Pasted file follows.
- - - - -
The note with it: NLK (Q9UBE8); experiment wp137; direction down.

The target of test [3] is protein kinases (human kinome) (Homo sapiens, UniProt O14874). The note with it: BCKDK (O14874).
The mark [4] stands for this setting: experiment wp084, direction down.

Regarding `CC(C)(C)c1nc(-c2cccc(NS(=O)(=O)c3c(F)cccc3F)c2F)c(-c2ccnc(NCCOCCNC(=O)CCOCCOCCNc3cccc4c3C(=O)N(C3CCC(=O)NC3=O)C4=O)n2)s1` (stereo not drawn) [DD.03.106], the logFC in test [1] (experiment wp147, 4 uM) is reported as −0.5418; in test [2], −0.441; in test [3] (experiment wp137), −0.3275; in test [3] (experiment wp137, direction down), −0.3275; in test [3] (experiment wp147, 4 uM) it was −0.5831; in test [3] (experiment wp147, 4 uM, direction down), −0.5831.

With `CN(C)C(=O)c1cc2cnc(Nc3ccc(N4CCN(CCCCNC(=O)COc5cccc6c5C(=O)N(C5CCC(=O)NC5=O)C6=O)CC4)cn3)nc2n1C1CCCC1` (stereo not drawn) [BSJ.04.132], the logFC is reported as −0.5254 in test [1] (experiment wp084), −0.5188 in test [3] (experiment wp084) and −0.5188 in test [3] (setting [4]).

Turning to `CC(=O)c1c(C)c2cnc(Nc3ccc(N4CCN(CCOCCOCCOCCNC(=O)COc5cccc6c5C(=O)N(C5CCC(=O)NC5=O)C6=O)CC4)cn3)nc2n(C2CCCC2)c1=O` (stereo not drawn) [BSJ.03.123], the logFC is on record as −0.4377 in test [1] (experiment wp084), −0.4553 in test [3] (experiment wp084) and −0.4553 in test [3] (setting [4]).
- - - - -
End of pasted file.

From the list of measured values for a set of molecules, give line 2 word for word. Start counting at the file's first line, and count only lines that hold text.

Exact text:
The target of test [3] is protein kinases (human kinome) (Homo sapiens, UniProt O14874). The note with it: BCKDK (O14874).